‘Nosier, newsier, feistier’

How Neil Fowler's 'classy' Sun redesign will shake up a 'bland' industry

Overlooking the downtown core of Canada’s largest city, Neil Fowler, the Toronto Sun’s publisher and CEO since June 2002, cups his white tea mug in one hand while comparing Newcastle’s dailies to Toronto’s. ‘The industry here is pretty bland, I’m afraid. There is not enough competition. We’re putting the umph back into the Sun with a classy redesign.’

To do that, Fowler’s relying on the knowledge he gained from repositioning The Derby Evening Telegraph, where he was editor in the late ’80s, and the Western Mail, which he edited from 1994 to 2002. On April 5, he revved up Toronto’s brash tabloid daily with a redesign that promises readers ‘value for their time and a nosier, newsier, feistier paper.’

Strategy MEDIA caught up with the bold Brit to chat about the paper’s makeover, why he has upped its editorial content by 50%, and why stories get into the Sun on an ‘earned-space basis.’

What are the biggest challenges facing the newspaper industry today?

We have to give readers value for their time. It is a big demand to ask for 20 to 30 minutes each day, and I am convinced that readers feel guilty when they do not get through the bulk papers. Recently, I saw Cold Mountain and Minghella robbed me of 30 minutes. Bigger is not always better.

The Sun offers opinion and context, which the free transit daily, Metro, cannot. And it is compact enough for readers to get through, unlike the Toronto Star and Globe and Mail.

Generally, the city’s newspapers are pretty bland. I come from an industry that is much more competitive than the Canadian one, where we could not afford to be second best. Newspapers here have suffered because there is little competition and reporters are lazy.

How will the redesign put the ‘umph’ back in the Sun?

Editorial content lies at the heart of the newspaper. If stories are interesting and good, people will buy the paper. And then it makes sense to advertise in the paper too. So, we have increased the story count by 50%.

For too long, columnists have been guaranteed their column. And this is an ill that has done the Canadian newspaper industry a great deal of harm. Now stories get into the Sun on an earned-space basis. If a story is good, it gets in. If a story is not good, it does not get in. This applies to established columnists and to junior reporters.

What other changes have you made?

Whereas in the past the sports section moved around, I want readers to find the sports section without looking for it, so it is now at the back of the paper. We have also cut the stocks and shares section, because our readers, for the most part, are not Bay Street people. We have a blue-collar and white-collar readership. NADbank 2003 shows that the average personal income of our reader is $43,680 – only $1,100 less than the average income of the Star’s readers. And we have a large closet readership. The classier redesign makes headlines bolder and accessible. The addition of softer news stories and human-interest stories will help to dispel the pejorative view of the paper.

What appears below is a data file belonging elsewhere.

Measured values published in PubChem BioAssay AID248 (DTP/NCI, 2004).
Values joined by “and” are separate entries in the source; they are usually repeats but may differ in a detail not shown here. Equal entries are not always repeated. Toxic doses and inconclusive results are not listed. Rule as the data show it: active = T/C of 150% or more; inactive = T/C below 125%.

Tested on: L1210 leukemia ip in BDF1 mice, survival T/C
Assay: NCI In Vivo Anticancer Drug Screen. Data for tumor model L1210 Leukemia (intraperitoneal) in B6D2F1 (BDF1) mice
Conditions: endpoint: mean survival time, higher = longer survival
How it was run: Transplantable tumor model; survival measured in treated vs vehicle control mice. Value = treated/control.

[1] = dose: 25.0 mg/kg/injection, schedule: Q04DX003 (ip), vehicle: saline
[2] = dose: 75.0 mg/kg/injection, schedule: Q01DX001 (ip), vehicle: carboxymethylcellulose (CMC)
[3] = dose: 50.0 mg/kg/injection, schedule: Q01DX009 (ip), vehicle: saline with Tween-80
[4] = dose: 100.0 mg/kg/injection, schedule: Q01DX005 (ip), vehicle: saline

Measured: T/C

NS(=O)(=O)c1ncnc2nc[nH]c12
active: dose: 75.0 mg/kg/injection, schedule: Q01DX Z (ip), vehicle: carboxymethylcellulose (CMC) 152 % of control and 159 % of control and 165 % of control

How has your readership changed?

Our readers are still small-c conservatives concerned about health, education, transport, and safety. They are normal people, the majority of folks, who want to get to work, get the kids to school, and want them to be safe when they go out at night. They are aspirational and they want to enjoy life. They are not interested in the Sun’s policy on Palestine. We continue to have a traditional, blue-collar readership that is very important. However, we also have an increasingly non-traditional, white-collar readership.

How have research findings impacted the choices you made for the redesign?

It is easy to fill the Sun with crime, making Toronto seem like the most violent city in the world, when it is one of the safest. Crime will be reported on as before, but we are looking for good softer news stories. People stories. We are looking for the normal mix of news I’m used to in the U.K.

The Sun is perceived as a strongly skewed male publication, hence we are adding more human-interest stories to attract women, and finding a better balance between crime and softer stories. And if we do this in the right way, we won’t put men off at all. Everyone wants to read good, interesting stories about people.

Our sports and entertainment bias is also an important factor. People tend to think of these features as attractive only to men, but focus groups revealed that they are important to many women as well.

What advertisers do you want that you do not have right now?

We have room to develop the real estate and the automotive ad sections even further than we have.

How are you promoting the redesign?

We have a series of television spots that remind readers of the old values of the Sun, including the fun, the feisty, the girls, the glamour, the newsier, the nosier, the paper that stands up with its head above the parapet. We are telling readers who have been drawn by the flood of free newspapers and paid-for bulk papers to try us again.

Unlike Ford, which cannot offer potential customers free cars to test, we are a cheap product. It does not cost us that much to slide a free copy through every door in Richmond Hill. The quality of our product then determines whether readers will purchase a second copy.

Do you have a favourite Sunshine Girl?

Yes. My 11-year old daughter, Helen.